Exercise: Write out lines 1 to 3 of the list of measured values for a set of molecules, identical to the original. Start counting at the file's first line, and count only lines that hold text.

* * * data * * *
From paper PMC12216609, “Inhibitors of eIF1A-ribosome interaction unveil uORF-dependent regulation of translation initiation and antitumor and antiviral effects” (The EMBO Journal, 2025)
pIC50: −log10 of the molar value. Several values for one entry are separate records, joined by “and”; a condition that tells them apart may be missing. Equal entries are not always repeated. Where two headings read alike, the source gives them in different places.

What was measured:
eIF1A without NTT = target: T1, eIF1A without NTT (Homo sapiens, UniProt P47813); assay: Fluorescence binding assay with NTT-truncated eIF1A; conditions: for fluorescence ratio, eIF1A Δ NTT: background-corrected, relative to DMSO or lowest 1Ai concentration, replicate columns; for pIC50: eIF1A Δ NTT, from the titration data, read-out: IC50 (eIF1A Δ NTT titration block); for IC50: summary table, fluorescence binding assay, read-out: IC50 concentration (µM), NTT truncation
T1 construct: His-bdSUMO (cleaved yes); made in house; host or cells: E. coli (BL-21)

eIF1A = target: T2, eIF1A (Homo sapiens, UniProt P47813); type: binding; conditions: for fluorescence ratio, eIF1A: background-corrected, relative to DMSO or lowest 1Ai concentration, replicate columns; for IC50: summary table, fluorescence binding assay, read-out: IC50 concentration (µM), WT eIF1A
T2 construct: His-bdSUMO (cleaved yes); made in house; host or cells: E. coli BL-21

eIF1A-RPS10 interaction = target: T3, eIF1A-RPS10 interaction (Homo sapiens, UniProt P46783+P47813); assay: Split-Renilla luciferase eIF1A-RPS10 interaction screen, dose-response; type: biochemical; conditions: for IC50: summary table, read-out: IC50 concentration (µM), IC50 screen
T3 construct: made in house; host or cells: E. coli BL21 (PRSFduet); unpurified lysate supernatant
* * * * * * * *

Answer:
From paper PMC12216609, “Inhibitors of eIF1A-ribosome interaction unveil uORF-dependent regulation of translation initiation and antitumor and antiviral effects” (The EMBO Journal, 2025)
pIC50: −log10 of the molar value. Several values for one entry are separate records, joined by “and”; a condition that tells them apart may be missing. Equal entries are not always repeated. Where two headings read alike, the source gives them in different places.

What was measured: